Since this happened with the show "Jericho" (remember the 20 tons of nuts?), we can learn from the past. In that case, CBS un-canceled the show in part because of the deluge of nuts from a groundswell of loyal viewers. CBS asked the viewers to recruit their friends to watch the show. But the ratings didn't reflect much enthusiasm, and CBS canceled the show again.
Moral: Thousands of visible, loyal viewers does not equal millions of actual viewers. Objects in the groundswell may be smaller than they appear. People who congregate online are not a representative sample.
So, what should NBC do?
- Acknowledge the enthusiasm by wading into fan forums and commenting directly with an identified NBC spokesperson. (Why do companies have so much trouble doing this?) Ask them to prove their loyalty by recruiting viewers for summer reruns. Buying foot-longs is transient; recruiting viewers is proof they have influence.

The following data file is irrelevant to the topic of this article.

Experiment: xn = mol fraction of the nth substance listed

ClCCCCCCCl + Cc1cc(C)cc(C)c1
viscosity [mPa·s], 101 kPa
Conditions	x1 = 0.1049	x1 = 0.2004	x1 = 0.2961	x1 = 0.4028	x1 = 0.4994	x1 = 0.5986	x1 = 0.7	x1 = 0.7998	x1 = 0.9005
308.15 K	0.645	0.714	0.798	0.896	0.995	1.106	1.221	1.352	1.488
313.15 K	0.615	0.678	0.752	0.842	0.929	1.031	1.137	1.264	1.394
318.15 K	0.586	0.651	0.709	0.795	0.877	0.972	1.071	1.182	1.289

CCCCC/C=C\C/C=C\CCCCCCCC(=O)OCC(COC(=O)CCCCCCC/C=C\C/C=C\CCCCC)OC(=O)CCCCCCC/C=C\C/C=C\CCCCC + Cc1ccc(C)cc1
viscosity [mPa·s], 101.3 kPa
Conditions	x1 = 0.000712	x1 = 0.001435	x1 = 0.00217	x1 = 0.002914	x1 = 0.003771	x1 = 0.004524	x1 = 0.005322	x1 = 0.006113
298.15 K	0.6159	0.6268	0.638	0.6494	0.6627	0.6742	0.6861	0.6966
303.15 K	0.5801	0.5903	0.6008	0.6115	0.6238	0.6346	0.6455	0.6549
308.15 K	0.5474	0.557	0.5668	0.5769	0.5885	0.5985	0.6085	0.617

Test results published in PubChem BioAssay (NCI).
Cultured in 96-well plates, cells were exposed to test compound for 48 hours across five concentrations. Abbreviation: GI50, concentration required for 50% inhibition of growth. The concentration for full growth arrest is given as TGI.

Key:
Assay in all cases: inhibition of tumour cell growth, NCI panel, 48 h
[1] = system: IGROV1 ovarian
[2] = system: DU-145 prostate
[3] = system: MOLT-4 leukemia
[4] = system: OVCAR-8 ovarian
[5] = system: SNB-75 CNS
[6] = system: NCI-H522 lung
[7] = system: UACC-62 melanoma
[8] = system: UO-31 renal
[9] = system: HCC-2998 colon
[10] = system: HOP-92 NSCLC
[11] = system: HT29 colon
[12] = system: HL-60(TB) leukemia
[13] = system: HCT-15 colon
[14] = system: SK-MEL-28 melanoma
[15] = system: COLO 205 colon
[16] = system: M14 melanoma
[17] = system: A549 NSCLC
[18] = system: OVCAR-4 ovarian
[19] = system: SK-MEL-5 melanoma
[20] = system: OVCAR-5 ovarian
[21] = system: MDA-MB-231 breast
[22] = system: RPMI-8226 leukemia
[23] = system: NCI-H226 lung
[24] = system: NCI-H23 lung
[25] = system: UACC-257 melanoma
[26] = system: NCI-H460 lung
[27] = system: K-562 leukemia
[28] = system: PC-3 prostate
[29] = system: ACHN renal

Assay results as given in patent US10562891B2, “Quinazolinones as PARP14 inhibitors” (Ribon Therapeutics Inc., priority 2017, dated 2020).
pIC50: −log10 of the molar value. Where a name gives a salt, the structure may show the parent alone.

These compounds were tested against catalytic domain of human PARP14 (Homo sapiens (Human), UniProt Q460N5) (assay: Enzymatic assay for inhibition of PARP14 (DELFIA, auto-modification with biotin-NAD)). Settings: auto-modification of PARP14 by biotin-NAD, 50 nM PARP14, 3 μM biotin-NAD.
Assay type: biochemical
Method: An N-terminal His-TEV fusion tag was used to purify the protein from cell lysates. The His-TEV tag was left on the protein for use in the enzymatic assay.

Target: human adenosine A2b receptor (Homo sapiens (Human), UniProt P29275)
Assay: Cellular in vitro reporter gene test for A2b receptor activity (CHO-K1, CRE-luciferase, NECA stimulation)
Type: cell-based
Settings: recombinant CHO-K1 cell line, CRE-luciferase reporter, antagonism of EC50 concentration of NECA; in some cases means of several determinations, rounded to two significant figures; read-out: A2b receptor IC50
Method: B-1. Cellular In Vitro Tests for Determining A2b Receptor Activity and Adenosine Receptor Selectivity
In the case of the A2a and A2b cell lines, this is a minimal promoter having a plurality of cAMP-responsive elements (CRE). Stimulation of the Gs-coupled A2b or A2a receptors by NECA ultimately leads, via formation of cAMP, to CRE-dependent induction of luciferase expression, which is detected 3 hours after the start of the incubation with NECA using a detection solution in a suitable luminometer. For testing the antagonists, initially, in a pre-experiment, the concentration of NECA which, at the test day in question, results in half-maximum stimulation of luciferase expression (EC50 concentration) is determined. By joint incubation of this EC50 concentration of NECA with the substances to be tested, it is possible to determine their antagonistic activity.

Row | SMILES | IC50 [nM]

- If an insufficient number of viewers show up, take the show and its small but loyal following to an NBC cable network such as USA.
What should Subway do?
- Continue to provide places and encouragement for viewers regardless of where the show goes. This sort of affinity group is hard to find. But ...
- Acknowledge that while this may generate a new set of Subway customers, they may not be permanent. Subway needs its own affinity group; borrowing one from "Chuck" is a just a short-term boost. (There are hundreds of thousands of Subway fans on Facebook -- but I don't see the company doing much with these fans.)
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Josh Bernoff is the co-author of "Groundswell: Winning in a World Transformed by Social Technologies," a comprehensive analysis of corporate strategy for dealing with social technologies such as blogs, social networks and wikis, and is a VP-principal analyst at Forrester Research. He blogs at blogs.forrester.com/groundswell.